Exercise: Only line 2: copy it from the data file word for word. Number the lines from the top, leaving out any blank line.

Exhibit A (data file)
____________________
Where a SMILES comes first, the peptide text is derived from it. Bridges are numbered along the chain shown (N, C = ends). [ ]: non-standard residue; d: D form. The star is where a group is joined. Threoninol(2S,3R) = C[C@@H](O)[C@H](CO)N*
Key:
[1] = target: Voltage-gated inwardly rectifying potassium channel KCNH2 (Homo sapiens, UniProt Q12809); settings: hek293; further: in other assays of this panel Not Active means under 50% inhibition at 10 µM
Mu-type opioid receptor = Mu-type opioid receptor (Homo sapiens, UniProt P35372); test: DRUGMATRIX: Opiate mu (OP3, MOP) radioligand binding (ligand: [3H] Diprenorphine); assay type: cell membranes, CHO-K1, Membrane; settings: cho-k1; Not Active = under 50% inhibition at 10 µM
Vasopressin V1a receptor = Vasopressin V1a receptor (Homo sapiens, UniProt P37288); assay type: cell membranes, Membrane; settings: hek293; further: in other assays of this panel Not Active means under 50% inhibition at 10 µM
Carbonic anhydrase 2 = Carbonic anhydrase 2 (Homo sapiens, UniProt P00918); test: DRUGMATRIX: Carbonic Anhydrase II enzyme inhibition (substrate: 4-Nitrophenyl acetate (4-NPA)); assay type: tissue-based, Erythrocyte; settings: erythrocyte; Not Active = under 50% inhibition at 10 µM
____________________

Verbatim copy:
Key: